When you think of protein, remember that it is a multi-use nutritional tool. It supplies amino acids, the building blocks of muscle. It provides satiety and can ease the stress of a low-calorie diet. It also can be a powerful weapon against high glycemic loads and strong insulin releases following meals. Be aware of the many uses of protein and make plenty of room for it in your daily diet.
It's no secret that many traditional American breakfast foods rank low on the "healthy" scale. The majority of popular commercial breakfast foods can be broken down into two main categories: those consisting primarily of refined white flour and those made of high fat, processed meat products. While neither category alone is a picture of excellent nutrition, when you combine the two you create a truly horrific nutritional insult. Staples of the American breakfast, like pancakes, waffles, sugary cereals, bacon, and sausage links are not good ingredients for fat loss or optimal health.
Strangely, many people who otherwise make sound nutritional decisions regularly consume entirely counterproductive breakfasts. But why? The reason, in the majority of cases in my experience, comes down to simple conditioning. People often get "stuck" on a preconceived notion of what foods can be included on a breakfast menu. They eat what they've eaten since childhood. Unfortunately, their inability to consider other breakfast options starts them off each morning on the wrong nutritional foot, hindering their efforts towards fat loss or sports performance improvement. There are better methods to construct a satisfying breakfast than to rely on fatty meats and processed carbohydrates. It just takes a little bit of critical and creative thinking.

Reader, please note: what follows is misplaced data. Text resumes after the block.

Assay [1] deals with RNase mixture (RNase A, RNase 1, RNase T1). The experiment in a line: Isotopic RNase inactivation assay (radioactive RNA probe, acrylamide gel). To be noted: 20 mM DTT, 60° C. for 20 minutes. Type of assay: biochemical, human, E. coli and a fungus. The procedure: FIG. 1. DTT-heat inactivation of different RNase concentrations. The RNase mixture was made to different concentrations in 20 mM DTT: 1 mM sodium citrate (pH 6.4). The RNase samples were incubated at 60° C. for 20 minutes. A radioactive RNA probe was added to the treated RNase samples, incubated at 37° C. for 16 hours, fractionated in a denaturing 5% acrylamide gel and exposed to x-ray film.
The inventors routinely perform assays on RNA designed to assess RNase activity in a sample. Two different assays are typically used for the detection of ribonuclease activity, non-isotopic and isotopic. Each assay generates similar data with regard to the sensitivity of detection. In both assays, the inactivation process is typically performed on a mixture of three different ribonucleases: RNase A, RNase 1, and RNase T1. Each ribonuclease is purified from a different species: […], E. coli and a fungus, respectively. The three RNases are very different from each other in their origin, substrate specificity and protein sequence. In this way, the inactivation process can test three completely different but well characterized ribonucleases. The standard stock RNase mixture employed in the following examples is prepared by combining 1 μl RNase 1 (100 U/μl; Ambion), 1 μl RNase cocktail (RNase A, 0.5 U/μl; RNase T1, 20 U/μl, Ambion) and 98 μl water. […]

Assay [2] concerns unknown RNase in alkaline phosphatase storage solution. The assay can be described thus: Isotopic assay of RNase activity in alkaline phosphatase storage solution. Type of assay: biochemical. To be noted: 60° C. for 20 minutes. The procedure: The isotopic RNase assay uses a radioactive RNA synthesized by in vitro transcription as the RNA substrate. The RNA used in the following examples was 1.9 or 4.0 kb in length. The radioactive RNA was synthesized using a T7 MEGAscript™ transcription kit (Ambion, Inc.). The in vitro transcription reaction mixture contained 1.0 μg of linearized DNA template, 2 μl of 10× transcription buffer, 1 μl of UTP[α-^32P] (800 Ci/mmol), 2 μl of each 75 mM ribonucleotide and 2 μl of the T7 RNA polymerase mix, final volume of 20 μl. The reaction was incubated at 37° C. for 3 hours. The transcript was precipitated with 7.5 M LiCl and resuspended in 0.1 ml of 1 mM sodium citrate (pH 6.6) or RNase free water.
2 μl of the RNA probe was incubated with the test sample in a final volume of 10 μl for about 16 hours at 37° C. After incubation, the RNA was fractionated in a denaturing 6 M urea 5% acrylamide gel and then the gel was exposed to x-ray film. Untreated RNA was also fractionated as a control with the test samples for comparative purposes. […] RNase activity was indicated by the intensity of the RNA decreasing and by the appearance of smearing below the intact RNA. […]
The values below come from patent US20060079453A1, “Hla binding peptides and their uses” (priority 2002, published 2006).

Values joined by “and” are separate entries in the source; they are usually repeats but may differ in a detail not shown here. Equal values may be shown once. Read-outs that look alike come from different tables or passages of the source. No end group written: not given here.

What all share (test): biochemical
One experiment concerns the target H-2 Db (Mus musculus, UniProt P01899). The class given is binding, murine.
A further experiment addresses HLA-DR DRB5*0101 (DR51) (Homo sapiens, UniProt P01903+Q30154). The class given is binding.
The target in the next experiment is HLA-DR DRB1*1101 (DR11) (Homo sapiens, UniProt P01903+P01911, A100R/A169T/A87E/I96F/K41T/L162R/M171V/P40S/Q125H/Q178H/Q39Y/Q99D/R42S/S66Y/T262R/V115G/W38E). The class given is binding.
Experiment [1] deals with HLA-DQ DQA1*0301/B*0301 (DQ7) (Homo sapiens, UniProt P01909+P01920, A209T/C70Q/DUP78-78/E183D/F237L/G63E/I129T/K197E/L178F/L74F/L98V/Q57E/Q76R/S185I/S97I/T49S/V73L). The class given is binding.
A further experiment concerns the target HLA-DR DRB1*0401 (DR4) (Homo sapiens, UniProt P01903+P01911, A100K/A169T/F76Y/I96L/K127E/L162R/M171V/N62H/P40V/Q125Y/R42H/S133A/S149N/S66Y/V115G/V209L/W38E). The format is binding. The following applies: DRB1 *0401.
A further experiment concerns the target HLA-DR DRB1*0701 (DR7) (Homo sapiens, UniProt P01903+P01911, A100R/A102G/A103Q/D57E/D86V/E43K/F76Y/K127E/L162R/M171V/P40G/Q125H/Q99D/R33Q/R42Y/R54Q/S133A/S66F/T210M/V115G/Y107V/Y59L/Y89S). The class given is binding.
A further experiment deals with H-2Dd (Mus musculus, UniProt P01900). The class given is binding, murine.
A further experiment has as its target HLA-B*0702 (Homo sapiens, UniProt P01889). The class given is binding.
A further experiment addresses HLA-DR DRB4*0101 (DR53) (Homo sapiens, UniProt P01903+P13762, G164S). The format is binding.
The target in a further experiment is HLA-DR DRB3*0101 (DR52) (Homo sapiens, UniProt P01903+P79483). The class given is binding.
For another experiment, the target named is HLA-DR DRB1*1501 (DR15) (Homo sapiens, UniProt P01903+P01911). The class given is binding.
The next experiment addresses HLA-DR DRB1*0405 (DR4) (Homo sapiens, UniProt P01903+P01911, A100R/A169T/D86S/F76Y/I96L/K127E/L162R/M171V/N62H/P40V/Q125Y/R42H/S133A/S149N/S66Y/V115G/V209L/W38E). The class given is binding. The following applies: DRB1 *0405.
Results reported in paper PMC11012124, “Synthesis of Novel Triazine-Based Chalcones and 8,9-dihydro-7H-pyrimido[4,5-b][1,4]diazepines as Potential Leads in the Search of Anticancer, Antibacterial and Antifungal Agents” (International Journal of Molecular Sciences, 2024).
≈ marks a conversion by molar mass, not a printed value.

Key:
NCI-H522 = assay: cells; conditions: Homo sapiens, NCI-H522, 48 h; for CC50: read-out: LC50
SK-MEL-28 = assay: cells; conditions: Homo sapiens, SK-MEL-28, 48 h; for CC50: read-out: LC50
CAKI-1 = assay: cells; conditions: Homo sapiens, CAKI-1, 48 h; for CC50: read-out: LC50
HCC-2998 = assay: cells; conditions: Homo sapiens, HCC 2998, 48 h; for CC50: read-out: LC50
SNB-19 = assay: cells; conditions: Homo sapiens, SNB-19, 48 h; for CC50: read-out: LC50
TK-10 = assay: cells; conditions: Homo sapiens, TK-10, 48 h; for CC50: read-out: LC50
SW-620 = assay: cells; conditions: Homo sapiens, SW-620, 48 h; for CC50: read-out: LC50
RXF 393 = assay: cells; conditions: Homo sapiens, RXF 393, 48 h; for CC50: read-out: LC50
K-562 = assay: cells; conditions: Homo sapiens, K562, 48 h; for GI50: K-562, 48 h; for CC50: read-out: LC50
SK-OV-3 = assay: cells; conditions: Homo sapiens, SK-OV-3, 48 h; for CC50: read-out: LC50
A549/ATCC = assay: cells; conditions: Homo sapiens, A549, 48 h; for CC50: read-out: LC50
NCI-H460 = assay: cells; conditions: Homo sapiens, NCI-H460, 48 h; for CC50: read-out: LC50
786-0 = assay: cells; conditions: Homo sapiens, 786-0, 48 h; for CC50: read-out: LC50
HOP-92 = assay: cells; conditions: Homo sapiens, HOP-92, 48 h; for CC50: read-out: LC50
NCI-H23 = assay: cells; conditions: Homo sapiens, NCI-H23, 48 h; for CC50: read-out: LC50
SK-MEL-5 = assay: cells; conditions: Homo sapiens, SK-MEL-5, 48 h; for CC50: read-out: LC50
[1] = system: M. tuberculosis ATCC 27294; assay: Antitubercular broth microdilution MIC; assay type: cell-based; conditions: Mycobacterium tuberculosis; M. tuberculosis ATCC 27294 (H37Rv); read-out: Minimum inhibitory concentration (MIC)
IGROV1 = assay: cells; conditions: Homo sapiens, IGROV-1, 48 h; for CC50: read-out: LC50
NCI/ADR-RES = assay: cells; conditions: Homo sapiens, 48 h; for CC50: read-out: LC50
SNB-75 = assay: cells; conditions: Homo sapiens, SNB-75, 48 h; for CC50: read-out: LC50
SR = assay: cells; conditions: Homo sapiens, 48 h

Think of breakfast as you think of any other meal or snack. Structure your breakfast like a lunch or dinner and you will begin to see positive results in both your energy level throughout the day and your success at fat loss and muscle growth. Both goals, while requiring different levels of caloric intake, are achieved through the application of similar fundamental principles. Breakfast should contain a significant portion of protein, low glycemic carbohydrates, some healthy fats, as well as fruits and/or vegetables.
If you are willing to experiment a bit, you will find options that fit both your palate and your nutritional goals. While the inclusion of a meat product in your breakfast is a great way to get your protein consumption up, bacon and sausage are not the best choices. Instead, choose lean meats like turkey, chicken, or even lean beef. Slicing your meat thin and making sure that it's tender will make it much more pleasant to eat early in the morning. After all, few people want to chomp into a two inch thick steak at 7am.
For those who prefer a vegetarian breakfast, cottage cheese is a great high-protein selection for your first meal. 1% milk fat cottage cheese can supply over 70% of its calories from protein. In addition, cottage cheese is a perfect base to which you can add either savory or sweet flavors. On the savory side, course ground black pepper or a flavorful pasta sauce can be great additions to the cheese. Chopped walnuts or almonds can also add some healthy fats to your meal and supply the "crunch" that so many people crave. If you lean towards sweet flavors, ripe berries or other chopped fruits are a perfect complement to the mild cheese. In addition, brightly colored berries and fruits are often packed with phytochemicals including antioxidants, fiber, vitamins, and minerals.
Last but not least on the protein front, always remember the good old egg. With about 70 calories and six grams of protein per large egg, it can be a protein powerhouse. Mix egg whites with a yolk or two and you have an even healthier omelet. Although the yolk contains B vitamins, lecithin, and other beneficial compounds, it is also high in calories. Make sure to balance your calories and protein properly when deciding on your white to yolk ratio. Fresh or sautéed vegetables along with low-fat cheeses can add flavor and further nutrition to your egg creations. Finally, eggs go wonderfully with the flavors of many spices. Get creative in your pantry and try new combinations until you discover some that work for you.